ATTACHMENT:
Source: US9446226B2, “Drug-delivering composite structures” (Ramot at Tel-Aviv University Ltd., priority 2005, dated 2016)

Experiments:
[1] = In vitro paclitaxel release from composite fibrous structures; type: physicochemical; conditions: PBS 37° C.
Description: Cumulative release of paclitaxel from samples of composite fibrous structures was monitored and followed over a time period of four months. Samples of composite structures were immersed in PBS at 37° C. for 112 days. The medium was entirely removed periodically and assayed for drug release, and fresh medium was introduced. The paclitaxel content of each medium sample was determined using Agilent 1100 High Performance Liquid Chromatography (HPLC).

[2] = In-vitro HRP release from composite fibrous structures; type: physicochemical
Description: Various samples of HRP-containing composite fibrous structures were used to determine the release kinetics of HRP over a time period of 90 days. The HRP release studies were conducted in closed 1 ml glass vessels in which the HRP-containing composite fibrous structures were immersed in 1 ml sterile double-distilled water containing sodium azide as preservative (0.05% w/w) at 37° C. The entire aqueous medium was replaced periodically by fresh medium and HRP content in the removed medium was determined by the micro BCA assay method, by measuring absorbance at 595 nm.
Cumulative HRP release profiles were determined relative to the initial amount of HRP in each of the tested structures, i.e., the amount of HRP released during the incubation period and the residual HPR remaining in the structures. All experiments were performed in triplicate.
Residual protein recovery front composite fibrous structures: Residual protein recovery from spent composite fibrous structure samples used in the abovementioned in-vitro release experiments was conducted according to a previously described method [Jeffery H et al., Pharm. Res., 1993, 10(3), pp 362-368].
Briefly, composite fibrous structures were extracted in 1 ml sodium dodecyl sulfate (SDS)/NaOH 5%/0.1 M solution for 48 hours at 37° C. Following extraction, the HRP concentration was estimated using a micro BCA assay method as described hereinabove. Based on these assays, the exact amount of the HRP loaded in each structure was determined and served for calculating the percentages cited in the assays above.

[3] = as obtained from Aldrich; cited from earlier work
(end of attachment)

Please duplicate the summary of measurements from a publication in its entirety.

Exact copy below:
Source: US9446226B2, “Drug-delivering composite structures” (Ramot at Tel-Aviv University Ltd., priority 2005, dated 2016)

Experiments:
[1] = In vitro paclitaxel release from composite fibrous structures; type: physicochemical; conditions: PBS 37° C.
Description: Cumulative release of paclitaxel from samples of composite fibrous structures was monitored and followed over a time period of four months. Samples of composite structures were immersed in PBS at 37° C. for 112 days. The medium was entirely removed periodically and assayed for drug release, and fresh medium was introduced. The paclitaxel content of each medium sample was determined using Agilent 1100 High Performance Liquid Chromatography (HPLC).

[2] = In-vitro HRP release from composite fibrous structures; type: physicochemical
Description: Various samples of HRP-containing composite fibrous structures were used to determine the release kinetics of HRP over a time period of 90 days. The HRP release studies were conducted in closed 1 ml glass vessels in which the HRP-containing composite fibrous structures were immersed in 1 ml sterile double-distilled water containing sodium azide as preservative (0.05% w/w) at 37° C. The entire aqueous medium was replaced periodically by fresh medium and HRP content in the removed medium was determined by the micro BCA assay method, by measuring absorbance at 595 nm.
Cumulative HRP release profiles were determined relative to the initial amount of HRP in each of the tested structures, i.e., the amount of HRP released during the incubation period and the residual HPR remaining in the structures. All experiments were performed in triplicate.
Residual protein recovery front composite fibrous structures: Residual protein recovery from spent composite fibrous structure samples used in the abovementioned in-vitro release experiments was conducted according to a previously described method [Jeffery H et al., Pharm. Res., 1993, 10(3), pp 362-368].
Briefly, composite fibrous structures were extracted in 1 ml sodium dodecyl sulfate (SDS)/NaOH 5%/0.1 M solution for 48 hours at 37° C. Following extraction, the HRP concentration was estimated using a micro BCA assay method as described hereinabove. Based on these assays, the exact amount of the HRP loaded in each structure was determined and served for calculating the percentages cited in the assays above.

[3] = as obtained from Aldrich; cited from earlier work